Media Contact

Sara Holden

Antarctic Ocean Alliance Communications Director

Phone/WhatsApp: +61 (0)451 396 030

Email: [email protected]

Skype: saracarolineholden



France, Australia and the EU Can Lead in Protecting Antarctica and the Southern Ocean

In 2009, 24 countries and the European Union (EU) agreed to a bold plan to create a circumpolar network of marine protected areas in the Southern Ocean around Antarctica by 2012. As Members of the Commission for the Conservation of Antarctic Marine Living Resources (CCAMLR), they took the first step towards fulfilling that commitment by designating the Ross Sea Marine Protected Area (MPA) in 2016, which will come into force in December 2017. After years of stalled negotiations, this accomplishment was greeted with worldwide acclaim, and breathed new life into a global effort to protect the high seas.…

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Major Victory for Protection of the Southern Ocean

Friday 28 October, Hobart, Australia: The Antarctic Ocean Alliance applauds the momentous agreement by Members of the Commission for the Conservation of Antarctic Marine Living Resources (CCAMLR) to safeguard 1.55 million km2 of the Ross Sea in the Southern Ocean.

“CCAMLR made history today by declaring the world’s largest marine protected area in the Ross Sea, protecting penguins, seals, whales and countless other creatures,” said Andrea Kavanagh, who directs The Pew Charitable Trusts Antarctic and Southern Ocean work.…

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PRESS RELEASE: Global Momentum to Protect the Antarctic Ocean Builds as International Talks Begin

Hobart, Australia, Monday October 17, 2016,: The Antarctic Ocean Alliance is calling on nations to secure the future of the Antarctic and Southern Ocean, at the Conservation of Antarctic Marine Living Resources (CCAMLR) currently meeting in Hobart, Australia.

This week, representatives from 25 governments are gathering in Hobart to address three proposed marine protected areas, amounting to more than five million square kilometers of Antarctic waters.…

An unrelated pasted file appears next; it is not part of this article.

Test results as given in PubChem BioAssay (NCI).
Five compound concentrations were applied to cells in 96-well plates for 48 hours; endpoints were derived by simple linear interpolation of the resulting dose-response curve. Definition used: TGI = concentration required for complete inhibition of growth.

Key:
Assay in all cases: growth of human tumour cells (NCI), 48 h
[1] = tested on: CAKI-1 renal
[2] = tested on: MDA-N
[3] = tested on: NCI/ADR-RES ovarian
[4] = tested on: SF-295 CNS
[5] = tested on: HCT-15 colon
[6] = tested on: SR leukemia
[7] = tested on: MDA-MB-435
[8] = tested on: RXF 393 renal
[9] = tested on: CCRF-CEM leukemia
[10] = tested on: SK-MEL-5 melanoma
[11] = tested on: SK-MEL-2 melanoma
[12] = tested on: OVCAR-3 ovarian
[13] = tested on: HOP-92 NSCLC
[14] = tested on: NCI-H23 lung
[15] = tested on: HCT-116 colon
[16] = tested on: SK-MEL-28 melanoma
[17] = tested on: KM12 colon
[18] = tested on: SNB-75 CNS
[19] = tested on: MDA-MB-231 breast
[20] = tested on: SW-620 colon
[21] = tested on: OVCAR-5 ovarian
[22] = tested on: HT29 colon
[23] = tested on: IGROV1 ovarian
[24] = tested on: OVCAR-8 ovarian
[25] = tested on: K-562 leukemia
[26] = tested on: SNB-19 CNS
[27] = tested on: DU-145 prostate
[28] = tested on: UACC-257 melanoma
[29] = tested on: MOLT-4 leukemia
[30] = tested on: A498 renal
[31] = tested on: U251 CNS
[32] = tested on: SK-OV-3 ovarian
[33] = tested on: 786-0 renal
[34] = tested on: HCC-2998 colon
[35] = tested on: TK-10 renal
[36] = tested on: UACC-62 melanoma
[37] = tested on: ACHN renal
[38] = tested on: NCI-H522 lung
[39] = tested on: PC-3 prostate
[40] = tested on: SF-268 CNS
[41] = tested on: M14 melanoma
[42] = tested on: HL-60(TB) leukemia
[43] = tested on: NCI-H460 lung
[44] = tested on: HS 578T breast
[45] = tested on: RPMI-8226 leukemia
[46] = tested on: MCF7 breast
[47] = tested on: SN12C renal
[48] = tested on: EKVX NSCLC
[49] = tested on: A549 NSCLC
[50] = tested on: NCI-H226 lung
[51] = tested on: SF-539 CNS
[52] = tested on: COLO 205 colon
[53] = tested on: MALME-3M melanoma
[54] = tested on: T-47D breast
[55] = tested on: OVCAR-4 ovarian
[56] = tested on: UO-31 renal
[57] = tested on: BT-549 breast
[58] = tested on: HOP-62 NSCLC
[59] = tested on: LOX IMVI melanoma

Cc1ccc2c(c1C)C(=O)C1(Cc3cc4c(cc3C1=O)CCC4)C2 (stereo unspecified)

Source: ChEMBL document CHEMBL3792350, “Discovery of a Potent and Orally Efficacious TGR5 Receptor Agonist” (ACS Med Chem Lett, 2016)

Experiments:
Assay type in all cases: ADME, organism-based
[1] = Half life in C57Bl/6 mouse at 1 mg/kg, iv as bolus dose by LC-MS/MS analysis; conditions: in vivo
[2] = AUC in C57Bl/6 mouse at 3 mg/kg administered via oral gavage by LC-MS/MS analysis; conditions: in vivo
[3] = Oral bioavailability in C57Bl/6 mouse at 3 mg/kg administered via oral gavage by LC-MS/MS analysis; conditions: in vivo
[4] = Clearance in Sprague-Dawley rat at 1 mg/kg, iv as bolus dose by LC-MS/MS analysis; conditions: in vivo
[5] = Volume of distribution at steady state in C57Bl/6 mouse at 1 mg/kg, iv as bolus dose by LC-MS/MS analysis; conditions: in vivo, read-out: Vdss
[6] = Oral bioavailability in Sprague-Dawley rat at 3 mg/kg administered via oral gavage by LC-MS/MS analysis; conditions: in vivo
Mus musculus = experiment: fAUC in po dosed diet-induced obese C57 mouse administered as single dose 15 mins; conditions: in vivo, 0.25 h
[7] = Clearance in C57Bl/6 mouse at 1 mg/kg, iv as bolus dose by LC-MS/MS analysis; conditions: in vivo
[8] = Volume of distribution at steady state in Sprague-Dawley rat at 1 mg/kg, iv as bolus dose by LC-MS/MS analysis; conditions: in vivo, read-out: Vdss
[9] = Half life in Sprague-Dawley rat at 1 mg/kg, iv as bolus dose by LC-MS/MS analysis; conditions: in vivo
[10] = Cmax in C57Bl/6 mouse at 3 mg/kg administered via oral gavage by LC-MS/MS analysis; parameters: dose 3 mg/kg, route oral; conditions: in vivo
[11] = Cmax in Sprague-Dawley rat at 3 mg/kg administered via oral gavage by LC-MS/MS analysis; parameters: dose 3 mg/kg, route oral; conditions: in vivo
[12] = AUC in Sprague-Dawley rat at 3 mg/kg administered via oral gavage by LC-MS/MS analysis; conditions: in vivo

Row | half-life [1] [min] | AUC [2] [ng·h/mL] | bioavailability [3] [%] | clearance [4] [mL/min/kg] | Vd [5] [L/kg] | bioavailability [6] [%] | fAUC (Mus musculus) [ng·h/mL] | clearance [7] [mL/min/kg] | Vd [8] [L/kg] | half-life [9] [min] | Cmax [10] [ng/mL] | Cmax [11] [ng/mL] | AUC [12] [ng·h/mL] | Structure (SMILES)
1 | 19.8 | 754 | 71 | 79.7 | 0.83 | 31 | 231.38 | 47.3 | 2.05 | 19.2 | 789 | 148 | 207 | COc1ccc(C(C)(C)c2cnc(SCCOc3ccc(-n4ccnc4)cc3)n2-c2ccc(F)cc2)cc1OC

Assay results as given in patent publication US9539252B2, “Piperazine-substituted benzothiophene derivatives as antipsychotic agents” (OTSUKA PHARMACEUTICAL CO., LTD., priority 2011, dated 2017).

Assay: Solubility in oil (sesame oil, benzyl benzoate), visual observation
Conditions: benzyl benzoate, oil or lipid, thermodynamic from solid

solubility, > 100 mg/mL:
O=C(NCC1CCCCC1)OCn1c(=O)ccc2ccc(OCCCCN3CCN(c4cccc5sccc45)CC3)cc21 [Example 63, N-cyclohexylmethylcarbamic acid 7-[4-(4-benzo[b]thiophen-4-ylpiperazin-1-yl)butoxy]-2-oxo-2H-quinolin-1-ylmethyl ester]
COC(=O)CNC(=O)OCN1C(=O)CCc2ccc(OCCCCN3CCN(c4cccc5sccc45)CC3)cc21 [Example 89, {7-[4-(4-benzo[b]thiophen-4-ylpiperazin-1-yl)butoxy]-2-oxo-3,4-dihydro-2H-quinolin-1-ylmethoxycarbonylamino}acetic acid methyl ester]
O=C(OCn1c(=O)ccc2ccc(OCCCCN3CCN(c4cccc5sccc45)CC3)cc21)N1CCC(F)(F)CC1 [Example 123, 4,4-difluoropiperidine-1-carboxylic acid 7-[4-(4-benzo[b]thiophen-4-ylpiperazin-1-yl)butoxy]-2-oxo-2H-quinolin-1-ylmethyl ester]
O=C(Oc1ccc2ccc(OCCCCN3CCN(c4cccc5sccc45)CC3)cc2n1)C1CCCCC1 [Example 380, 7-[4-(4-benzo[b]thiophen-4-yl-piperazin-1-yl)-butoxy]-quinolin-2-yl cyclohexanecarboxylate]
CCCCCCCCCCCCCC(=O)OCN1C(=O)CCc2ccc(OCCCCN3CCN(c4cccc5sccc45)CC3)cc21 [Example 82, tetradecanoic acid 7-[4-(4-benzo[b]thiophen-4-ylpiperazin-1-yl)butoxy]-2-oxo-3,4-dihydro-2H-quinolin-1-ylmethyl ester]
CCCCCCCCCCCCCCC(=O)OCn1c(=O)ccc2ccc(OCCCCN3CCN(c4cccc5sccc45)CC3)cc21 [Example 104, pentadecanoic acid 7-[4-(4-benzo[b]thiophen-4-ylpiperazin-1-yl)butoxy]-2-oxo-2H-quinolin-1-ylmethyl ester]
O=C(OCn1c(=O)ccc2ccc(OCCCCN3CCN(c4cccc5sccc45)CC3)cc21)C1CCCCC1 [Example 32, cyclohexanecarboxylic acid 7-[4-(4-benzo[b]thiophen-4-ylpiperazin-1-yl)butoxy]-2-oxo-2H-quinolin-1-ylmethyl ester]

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If only every day was World Penguin Day

If ever there was a bird ready to have its own day, it’s the dapper, deep-diving penguin. With penguins spending 75% of their lives at seas, it’s vital we protect the oceans around Antarctica, to ensure their survival for generations to come.

Sign our petition now and then join us in celebration of this unique bird and its marine habitat.

Credits: shot and produced by John Weller

Music: Jeff Pevar

Graphics: Tim Turner, John Weller.

Natural Sounds: Macaulay Librart, Cornell Lab of Ornithology, Theodore A. Parker III, Jesse H. Barry, John Weller.

Additional Footage: Rodrigo Zalles/CSA-UPCH, HumBoldt Penguins, Peter Young, Yellow Eyed Penguins Cassandra Brooks, “Endangered Wildlife” Patricia Majluf, Fishing Pew Charitable Trusts, Interview.

© John B. Weller (2014)

Antarctic Ocean Alliance: Join the Watch


Fishing and marine protection don’t seem like they should get along, but our latest report demonstrates that the ocean is big enough for the both of them. Three proposed Marine Protected Areas (MPAs) in the Southern Ocean are on the table as CCAMLR delegates meet in Hobart this week. In previous years, opponents have voiced concerns that these MPAs would impact fishing in the area, but our research shows that catches can continue at sustainable rates while protecting Antarctica’s rich and wild biodiversity.

The first proposed MPA, in waters off East Antarctica, is multi-use, meaning that activities, including fishing, will be allowed to take place so long as they don’t have a negative impact on the conservation or scientific objectives. Currently, toothfish catch in these waters is relatively low. Catches are relatively small and the impact on this fishing would be minimal. There has not been krill fishing in the area for more than 20 years because the density of krill in the area is up to 80 percent lower than other Antarctic waters. Even if the area was closed to krill fishing, there would still be opportunities to catch krill outside the MPA.

Proposed East Antarctica MPAs

The second proposed MPA in the Ross Sea, if adopted as is, would cover 1.5 million square kilometres of ocean, protecting a third of the world’s emperor penguins and around half of special type of killer whales living in the area. It would also have no significant impact on overall catch limits as fishers could relocate to catch areas north of the shelf, meaning fishing boats could continue to bring in as much catch without having to travel as far into dangerous icy waters.

Proposed Ross Sea MPA

Find the full report and analysis, here: How Fisheries And Marine Protection Can Coexist In The Southern Ocean


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download here:

2503 AOA Infographic MPA map_CCAMLR